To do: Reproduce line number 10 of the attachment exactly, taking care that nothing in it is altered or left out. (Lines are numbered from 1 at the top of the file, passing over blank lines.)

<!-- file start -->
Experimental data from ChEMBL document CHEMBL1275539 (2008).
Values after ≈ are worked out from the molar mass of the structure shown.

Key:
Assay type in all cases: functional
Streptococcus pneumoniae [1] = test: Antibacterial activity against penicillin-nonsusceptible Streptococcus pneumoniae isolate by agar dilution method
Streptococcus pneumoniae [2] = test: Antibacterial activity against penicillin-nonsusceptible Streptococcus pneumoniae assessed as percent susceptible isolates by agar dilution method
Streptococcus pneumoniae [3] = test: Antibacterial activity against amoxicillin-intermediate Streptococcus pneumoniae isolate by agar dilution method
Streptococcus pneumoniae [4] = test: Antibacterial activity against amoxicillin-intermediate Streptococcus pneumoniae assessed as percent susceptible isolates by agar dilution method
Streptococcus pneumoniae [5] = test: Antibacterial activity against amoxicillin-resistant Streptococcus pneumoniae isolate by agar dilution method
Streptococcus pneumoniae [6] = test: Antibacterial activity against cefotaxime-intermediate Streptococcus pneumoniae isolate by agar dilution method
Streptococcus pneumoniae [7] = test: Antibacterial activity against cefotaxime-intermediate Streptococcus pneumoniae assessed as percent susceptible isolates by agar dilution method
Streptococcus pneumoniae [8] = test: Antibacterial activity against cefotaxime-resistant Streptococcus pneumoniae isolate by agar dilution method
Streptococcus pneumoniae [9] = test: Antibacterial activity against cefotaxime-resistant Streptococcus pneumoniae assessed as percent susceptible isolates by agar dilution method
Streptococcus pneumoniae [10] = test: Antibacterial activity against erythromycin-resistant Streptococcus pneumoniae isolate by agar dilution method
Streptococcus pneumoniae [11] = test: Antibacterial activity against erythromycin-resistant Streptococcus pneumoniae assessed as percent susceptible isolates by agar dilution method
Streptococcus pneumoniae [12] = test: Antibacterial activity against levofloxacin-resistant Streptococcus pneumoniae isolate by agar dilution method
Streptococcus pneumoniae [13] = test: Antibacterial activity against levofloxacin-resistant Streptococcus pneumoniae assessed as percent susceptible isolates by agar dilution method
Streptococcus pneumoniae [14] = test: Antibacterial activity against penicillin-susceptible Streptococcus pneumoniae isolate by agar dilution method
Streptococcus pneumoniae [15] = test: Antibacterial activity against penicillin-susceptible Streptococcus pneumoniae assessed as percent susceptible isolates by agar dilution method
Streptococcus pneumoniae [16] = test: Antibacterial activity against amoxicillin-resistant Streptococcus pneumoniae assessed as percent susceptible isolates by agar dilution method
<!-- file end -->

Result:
Streptococcus pneumoniae [6] = test: Antibacterial activity against cefotaxime-intermediate Streptococcus pneumoniae isolate by agar dilution method